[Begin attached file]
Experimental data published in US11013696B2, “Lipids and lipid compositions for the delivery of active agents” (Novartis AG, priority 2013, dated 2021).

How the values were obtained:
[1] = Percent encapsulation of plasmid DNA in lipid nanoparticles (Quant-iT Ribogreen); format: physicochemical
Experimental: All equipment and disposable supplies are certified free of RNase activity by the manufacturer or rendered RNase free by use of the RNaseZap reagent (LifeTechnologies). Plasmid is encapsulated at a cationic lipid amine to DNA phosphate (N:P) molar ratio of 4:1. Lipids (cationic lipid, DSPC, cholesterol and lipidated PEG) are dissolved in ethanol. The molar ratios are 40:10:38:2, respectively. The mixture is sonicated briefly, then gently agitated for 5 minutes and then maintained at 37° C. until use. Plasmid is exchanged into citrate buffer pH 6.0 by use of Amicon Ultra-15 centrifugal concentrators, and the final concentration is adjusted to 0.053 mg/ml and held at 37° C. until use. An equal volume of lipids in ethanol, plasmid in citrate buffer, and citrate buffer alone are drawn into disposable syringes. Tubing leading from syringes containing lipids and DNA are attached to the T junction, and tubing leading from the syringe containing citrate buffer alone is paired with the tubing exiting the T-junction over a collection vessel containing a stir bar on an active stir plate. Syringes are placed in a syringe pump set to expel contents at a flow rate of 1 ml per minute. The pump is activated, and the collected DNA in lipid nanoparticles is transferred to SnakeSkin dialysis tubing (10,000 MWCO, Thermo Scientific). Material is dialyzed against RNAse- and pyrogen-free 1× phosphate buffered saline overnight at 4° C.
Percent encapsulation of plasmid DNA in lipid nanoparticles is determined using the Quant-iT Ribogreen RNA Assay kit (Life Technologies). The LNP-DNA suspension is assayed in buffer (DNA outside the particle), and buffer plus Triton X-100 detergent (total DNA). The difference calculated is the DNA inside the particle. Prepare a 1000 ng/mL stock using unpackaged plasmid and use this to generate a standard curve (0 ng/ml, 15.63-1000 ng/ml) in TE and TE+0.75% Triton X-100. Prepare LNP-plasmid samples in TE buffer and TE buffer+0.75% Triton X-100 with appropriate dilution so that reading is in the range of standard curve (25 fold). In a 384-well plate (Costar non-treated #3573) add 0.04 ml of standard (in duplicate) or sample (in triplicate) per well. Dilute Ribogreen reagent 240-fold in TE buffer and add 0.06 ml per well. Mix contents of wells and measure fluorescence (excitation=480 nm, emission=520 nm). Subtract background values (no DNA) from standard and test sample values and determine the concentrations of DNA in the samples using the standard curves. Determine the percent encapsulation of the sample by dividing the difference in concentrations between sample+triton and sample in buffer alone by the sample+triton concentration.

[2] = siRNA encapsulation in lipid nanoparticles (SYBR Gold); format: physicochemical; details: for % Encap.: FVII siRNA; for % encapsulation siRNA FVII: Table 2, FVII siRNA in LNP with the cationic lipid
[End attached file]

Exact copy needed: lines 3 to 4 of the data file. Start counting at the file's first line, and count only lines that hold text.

[1] = Percent encapsulation of plasmid DNA in lipid nanoparticles (Quant-iT Ribogreen); format: physicochemical
Experimental: All equipment and disposable supplies are certified free of RNase activity by the manufacturer or rendered RNase free by use of the RNaseZap reagent (LifeTechnologies). Plasmid is encapsulated at a cationic lipid amine to DNA phosphate (N:P) molar ratio of 4:1. Lipids (cationic lipid, DSPC, cholesterol and lipidated PEG) are dissolved in ethanol. The molar ratios are 40:10:38:2, respectively. The mixture is sonicated briefly, then gently agitated for 5 minutes and then maintained at 37° C. until use. Plasmid is exchanged into citrate buffer pH 6.0 by use of Amicon Ultra-15 centrifugal concentrators, and the final concentration is adjusted to 0.053 mg/ml and held at 37° C. until use. An equal volume of lipids in ethanol, plasmid in citrate buffer, and citrate buffer alone are drawn into disposable syringes. Tubing leading from syringes containing lipids and DNA are attached to the T junction, and tubing leading from the syringe containing citrate buffer alone is paired with the tubing exiting the T-junction over a collection vessel containing a stir bar on an active stir plate. Syringes are placed in a syringe pump set to expel contents at a flow rate of 1 ml per minute. The pump is activated, and the collected DNA in lipid nanoparticles is transferred to SnakeSkin dialysis tubing (10,000 MWCO, Thermo Scientific). Material is dialyzed against RNAse- and pyrogen-free 1× phosphate buffered saline overnight at 4° C.